Colorado River Indian Tribes’ (CRIT) potential ability to lease its water rights to off-reservation users would be a significant departure from the first 100 years of Colorado River management. It would carry the benefit of giving CRIT more influence in the future of the river. The potential outcome behooves all those dependent on the Colorado River to consider what responsible use means in the coming decades of shortage.

A. CRIT need to have a prominent seat at the table in the future of the river’s management.

Although it did not permit Tribes to play a role in the Colorado River Compact, the federal government created the Colorado River Indian Reservation in 1865 for “Indians of the Colorado River and its tributaries.”[vii] This federally recognized grouping includes four distinct Tribes—the Mohave, Chemehuevi, Hopi and Navajo—whose roughly 4,300 members live along the river in both California and Arizona.[viii]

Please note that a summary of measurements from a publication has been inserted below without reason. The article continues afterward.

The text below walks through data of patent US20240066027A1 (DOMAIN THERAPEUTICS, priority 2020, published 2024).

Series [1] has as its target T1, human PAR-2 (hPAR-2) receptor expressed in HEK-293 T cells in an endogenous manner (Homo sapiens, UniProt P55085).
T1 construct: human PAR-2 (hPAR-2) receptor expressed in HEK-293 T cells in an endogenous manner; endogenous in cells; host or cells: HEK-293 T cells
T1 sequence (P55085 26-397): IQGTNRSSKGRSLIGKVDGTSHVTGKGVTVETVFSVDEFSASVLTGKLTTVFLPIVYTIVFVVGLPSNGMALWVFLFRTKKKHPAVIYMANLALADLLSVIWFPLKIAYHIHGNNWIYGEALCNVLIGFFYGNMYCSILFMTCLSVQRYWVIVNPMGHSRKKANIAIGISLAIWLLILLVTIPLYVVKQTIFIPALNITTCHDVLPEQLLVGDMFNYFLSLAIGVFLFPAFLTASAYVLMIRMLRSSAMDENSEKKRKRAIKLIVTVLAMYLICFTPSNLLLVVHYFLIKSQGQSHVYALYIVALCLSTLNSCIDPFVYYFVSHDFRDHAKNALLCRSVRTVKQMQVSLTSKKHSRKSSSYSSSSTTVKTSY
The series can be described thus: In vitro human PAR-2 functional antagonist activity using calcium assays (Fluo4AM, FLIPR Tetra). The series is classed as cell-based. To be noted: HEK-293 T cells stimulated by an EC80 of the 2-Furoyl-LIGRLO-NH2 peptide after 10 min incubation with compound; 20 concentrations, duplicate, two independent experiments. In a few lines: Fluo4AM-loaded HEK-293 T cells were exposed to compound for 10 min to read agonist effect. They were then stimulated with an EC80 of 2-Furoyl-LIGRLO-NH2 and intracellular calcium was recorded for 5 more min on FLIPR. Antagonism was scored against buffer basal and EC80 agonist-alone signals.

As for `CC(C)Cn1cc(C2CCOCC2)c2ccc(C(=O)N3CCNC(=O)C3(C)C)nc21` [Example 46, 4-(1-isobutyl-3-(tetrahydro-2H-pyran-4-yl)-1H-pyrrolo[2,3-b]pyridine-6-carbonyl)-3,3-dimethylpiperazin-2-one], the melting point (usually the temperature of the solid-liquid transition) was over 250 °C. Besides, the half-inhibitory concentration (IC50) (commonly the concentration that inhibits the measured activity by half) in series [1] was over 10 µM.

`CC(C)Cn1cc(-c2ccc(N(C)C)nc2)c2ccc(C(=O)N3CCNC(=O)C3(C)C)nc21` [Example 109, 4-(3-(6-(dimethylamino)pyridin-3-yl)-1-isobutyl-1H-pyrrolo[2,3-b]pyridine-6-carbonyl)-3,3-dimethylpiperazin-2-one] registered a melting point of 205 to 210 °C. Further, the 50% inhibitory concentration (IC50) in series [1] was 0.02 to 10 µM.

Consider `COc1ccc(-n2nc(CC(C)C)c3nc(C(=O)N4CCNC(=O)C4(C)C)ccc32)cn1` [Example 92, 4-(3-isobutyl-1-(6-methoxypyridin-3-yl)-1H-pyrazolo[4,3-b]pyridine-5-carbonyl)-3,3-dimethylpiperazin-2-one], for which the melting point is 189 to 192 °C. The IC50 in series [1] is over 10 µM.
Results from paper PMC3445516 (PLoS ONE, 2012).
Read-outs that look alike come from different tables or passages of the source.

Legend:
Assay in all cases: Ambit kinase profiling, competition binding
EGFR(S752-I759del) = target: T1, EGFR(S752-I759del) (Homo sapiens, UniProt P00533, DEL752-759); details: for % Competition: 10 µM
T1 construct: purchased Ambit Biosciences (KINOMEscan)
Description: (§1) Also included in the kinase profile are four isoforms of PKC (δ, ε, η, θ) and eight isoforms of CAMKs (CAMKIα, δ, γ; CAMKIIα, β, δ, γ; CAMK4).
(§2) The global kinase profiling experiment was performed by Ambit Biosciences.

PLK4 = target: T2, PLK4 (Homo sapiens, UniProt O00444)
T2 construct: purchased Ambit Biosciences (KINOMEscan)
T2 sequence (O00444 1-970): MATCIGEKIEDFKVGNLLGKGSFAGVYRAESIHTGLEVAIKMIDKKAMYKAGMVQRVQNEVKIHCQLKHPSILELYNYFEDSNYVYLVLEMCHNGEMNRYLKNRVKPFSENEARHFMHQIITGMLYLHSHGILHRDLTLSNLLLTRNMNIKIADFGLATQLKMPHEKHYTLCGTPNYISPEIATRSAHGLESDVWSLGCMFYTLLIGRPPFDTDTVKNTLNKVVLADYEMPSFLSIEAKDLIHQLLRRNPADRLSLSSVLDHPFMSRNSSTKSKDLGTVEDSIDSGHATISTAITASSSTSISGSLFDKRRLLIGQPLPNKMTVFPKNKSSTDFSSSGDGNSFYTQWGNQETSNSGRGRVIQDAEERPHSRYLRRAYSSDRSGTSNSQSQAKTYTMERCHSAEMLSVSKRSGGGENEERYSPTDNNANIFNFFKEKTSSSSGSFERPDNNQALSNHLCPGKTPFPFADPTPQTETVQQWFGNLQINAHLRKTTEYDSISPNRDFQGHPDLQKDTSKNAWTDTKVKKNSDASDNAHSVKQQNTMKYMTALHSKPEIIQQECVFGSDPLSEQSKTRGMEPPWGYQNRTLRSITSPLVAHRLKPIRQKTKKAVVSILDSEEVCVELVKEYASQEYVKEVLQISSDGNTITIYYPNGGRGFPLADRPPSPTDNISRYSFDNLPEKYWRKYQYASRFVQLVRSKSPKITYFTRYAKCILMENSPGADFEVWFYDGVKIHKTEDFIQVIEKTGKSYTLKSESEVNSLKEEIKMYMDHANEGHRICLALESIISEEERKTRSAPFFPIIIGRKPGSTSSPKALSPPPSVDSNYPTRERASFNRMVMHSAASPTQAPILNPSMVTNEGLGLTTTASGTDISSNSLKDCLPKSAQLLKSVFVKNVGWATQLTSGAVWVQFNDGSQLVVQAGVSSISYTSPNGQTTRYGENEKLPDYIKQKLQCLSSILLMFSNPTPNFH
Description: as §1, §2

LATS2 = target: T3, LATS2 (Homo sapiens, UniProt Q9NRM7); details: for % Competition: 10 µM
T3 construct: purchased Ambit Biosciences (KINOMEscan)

The U.S. Supreme Court confirmed CRIT’s rights, along with the rights of other tribes, to the Colorado River in its landmark 1963 Arizona v. California decision.[ix] Tribes within the Colorado River Basin have a right to roughly three million acre-feet of the river, approximately one quarter of the river’s annual flow as of November 2021.[x] CRIT have a long history of agriculture along the river, including production of alfalfa, cotton, and sorghum.[xi] They possess present perfected rights to the Colorado River mainstem based on a consolidated decree that was finalized in 2006.[xii]

In the face of the historic drought, and despite not being party to either the 1922 compact or the latest guidelines for managing the Colorado River in 2007, CRIT have agreed to abstain from their allotment of river water in exchange for financial compensation. For example, building upon a previous agreement from 2019, CRIT, along with the Gila River Indian Community, agreed to leave 134,000 acre-feet of their reserved water in Lake Mead in 2022—more than a quarter of what California, Arizona, and Nevada agreed to conserve from their much-larger allotments.[xiii]

B. Water marketing under the Colorado River Indian Tribes Water Resiliency Act would provide CRIT with unique leverage in Arizona and the Lower Basin.